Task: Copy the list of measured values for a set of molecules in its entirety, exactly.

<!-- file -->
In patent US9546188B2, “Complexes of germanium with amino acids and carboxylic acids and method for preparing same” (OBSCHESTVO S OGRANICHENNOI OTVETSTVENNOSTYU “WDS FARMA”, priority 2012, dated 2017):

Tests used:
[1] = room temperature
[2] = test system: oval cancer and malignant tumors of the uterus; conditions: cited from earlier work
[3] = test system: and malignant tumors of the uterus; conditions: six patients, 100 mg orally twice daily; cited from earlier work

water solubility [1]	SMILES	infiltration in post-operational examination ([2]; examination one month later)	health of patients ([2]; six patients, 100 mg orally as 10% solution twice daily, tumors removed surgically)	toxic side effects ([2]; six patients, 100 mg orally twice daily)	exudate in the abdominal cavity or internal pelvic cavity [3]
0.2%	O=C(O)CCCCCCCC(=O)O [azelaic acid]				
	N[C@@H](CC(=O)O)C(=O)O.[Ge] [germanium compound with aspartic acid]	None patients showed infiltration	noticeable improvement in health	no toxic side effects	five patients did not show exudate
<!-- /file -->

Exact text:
In patent US9546188B2, “Complexes of germanium with amino acids and carboxylic acids and method for preparing same” (OBSCHESTVO S OGRANICHENNOI OTVETSTVENNOSTYU “WDS FARMA”, priority 2012, dated 2017):

Tests used:
[1] = room temperature
[2] = test system: oval cancer and malignant tumors of the uterus; conditions: cited from earlier work
[3] = test system: and malignant tumors of the uterus; conditions: six patients, 100 mg orally twice daily; cited from earlier work

water solubility [1]	SMILES	infiltration in post-operational examination ([2]; examination one month later)	health of patients ([2]; six patients, 100 mg orally as 10% solution twice daily, tumors removed surgically)	toxic side effects ([2]; six patients, 100 mg orally twice daily)	exudate in the abdominal cavity or internal pelvic cavity [3]
0.2%	O=C(O)CCCCCCCC(=O)O [azelaic acid]				
	N[C@@H](CC(=O)O)C(=O)O.[Ge] [germanium compound with aspartic acid]	None patients showed infiltration	noticeable improvement in health	no toxic side effects	five patients did not show exudate